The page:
“Casino Royale” is, to put it mildly, the best James Bond movie in god only knows how long, and it was also one of the ten best movies of 2006. For once we got a Bond movie that actually bothered to take itself seriously, provide us with a villain who was not actually interested in world domination and a Bond girl who is not just there for display.
It also gives us Daniel Craig who takes over the iconic role of Bond. Many people keep saying that this actor or that actor is the best Bond since Sean Connery, but it could not even be truer for Craig as he brings a rough and tough intensity to the role that I have not seen in ages. All the naysayers saying that Craig had no business being Bond got increasingly annoying, and it is immensely satisfying that he got the last laugh on them all.
Before “Casino Royale,” the Bond franchise had been going downhill for years. The last few 007 adventures were best approached with very low expectations as they were becoming increasingly silly and made you wonder if another Bond movie was even necessary. The franchise finally hit rock bottom with “Die Another Day” which, while never boring, seemed to written and directed on autopilot. Watching it again, it’s easier to see that the filmmakers had simply run out of ideas, and that invisible car was all the proof you needed for that.
I came into “Casino Royale” with my usual low expectations, and it didn’t take long for the movie to exceed them in every way. This one had all the things I was desperate to see in a Bond movie: great acting, great writing, great direction and great characters. Craig brings a rawness to the role that I know that Pierce Brosnan really wanted to bring to 007 himself, and his Bond is vulnerable, far from perfect and not at all worried if his vodka martinis are shaken or stirred.
This movie also has one of the very best Bond girls in recent memory in Eva Green as Vesper Lynd. She is not one of those Bond babes there for her physical beauty more than anything else (namely acting talent). She matches wits perfectly and has great chemistry with Craig. I love the first scene where she is introduced to him and they try to keep their poker faces up with each other. She gives Vesper a remarkable intelligence most Bond girls never get to exhibit, and she proves to be as unforgettable as Diana Rigg was in “On Her Majesty’s Secret Service.”
Judi Dench is back as M, and she is a lot more frazzled than usual. Her bite in this role is a lot bigger than her bark this time around as though she has been unchained from the stiffness that affected the previous Bond movies, and she really is a live wire this time around. Dench, as a result, seems to be having way more fun as she coolly refuses to cut Craig’s Bond any slack whatsoever.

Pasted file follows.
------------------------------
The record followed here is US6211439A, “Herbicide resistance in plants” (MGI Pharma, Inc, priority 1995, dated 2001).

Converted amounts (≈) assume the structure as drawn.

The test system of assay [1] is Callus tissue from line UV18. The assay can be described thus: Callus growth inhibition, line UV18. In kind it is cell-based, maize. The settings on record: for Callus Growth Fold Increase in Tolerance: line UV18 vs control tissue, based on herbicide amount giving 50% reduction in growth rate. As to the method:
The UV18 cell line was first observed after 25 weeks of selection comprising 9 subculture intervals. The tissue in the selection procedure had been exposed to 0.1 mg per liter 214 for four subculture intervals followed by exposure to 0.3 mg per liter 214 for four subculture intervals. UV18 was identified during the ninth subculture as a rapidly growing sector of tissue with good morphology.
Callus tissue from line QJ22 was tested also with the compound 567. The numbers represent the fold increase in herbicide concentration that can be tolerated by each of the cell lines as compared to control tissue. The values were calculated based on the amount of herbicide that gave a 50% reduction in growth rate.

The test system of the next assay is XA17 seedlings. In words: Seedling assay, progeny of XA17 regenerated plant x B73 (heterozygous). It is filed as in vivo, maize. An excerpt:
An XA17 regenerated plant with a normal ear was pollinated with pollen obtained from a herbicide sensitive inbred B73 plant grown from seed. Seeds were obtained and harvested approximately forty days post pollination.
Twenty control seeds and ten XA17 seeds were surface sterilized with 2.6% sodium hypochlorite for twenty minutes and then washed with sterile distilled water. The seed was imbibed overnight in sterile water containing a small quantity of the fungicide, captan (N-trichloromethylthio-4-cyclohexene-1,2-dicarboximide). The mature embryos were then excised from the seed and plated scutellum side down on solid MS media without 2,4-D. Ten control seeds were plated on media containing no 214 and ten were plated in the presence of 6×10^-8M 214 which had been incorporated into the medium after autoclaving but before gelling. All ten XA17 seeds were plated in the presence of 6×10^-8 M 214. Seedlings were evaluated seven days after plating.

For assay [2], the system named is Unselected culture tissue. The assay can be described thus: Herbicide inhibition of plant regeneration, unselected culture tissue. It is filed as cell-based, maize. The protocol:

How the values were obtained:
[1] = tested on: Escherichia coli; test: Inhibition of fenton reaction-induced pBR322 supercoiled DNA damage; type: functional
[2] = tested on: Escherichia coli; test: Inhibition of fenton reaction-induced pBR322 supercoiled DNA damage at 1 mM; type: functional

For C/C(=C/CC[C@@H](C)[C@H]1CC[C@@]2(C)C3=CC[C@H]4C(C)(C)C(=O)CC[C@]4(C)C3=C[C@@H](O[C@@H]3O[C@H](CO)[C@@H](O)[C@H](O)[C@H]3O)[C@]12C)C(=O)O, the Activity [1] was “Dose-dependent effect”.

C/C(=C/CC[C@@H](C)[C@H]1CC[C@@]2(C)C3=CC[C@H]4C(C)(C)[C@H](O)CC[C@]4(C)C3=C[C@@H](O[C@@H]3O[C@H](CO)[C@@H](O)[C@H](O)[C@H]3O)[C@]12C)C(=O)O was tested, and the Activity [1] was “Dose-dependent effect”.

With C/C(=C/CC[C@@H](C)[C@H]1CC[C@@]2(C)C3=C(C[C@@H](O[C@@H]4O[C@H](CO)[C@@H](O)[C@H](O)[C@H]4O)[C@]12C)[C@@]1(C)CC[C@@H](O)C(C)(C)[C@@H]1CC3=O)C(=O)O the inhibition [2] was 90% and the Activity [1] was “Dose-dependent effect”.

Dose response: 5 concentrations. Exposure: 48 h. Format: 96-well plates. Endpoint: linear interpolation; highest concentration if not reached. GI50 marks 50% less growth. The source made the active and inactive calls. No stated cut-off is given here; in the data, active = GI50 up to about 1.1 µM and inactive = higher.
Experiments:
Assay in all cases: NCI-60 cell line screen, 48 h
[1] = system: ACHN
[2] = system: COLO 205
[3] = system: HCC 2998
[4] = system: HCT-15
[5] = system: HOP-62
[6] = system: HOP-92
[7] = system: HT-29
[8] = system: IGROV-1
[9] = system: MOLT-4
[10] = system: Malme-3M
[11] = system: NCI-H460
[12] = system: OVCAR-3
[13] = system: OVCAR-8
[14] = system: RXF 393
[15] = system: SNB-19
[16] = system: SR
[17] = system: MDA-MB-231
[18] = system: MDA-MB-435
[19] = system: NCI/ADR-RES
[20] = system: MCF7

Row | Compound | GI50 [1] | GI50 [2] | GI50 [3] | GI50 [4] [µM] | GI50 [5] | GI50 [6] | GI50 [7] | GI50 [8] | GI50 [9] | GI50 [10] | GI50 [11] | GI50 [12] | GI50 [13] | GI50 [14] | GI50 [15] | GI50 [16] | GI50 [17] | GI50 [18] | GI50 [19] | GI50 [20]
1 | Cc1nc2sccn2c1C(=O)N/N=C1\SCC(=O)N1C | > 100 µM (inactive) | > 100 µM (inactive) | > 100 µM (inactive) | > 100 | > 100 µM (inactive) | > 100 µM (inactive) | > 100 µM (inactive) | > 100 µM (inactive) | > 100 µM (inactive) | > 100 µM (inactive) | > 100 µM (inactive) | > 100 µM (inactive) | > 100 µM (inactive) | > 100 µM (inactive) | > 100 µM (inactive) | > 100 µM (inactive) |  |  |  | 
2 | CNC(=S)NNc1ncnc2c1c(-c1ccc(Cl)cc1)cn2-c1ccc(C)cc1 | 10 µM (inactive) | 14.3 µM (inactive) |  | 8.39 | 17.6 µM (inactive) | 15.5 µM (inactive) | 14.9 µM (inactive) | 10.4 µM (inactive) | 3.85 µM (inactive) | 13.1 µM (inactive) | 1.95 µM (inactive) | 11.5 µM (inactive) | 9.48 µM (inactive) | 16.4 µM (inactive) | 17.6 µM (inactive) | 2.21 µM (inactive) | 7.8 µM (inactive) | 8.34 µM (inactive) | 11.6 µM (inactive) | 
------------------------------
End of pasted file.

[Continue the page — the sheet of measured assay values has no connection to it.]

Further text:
“Casino Royale” also has some of the most invigorating action scenes of any recent movies. The whole African rundown sequence at the beginning of the movie was brilliant and defines breakneck pace. The chase at Miami International was right up there with it, and I loved the unblinking look on Craig’s face when Bond got his man. Directing this entry is Martin Campbell who also helmed Brosnan’s 007 debut, “Goldeneye,” and he once again reinvents the Bond franchise for a new actor, but he does it in a way that’s even more invigorating than what he did before. Along with longtime composer David Arnold, they give Craig’s first 007 adventure a look and feel that is much different from what came before it, showing that neither is afraid to challenge the formulaic conventions of the series.
But it’s also features the first truly genuine love story in a Bond movie since “On Her Majesty’s Secret Service.” You want Bond to be with Vesper and to stay with her all the way into the next movie. Most romances in Bond movies don’t last long as he is quite the womanizer, but this movie gives us a Bond at the very beginning of his career and before he becomes a cold man. This romance has an emotional weight we don’t ever expect a Bond movie to have, and it makes watching “Casino Royale” all the more refreshing and enjoyable.
We have had a bunch of long running franchises go back to the beginning for a much needed reboot, and that trend doesn’t look to end anytime soon. Seeing Bond at the beginning of his treacherous adventures thankfully reinvigorates this franchise which was in need of a serious overhaul. For once we can look forward to the next 007 movie with excitement as the possibilities for where Craig’s Bond can go are infinite. And here’s hoping that Craig hangs onto this role for a long time as he has truly made this character his own to where the shadows of Sean Connery, Roger Moore, Pierce Brosnan and even George Lazenby never ever hover over him.
James Bond will return, and we look forward to that more than ever.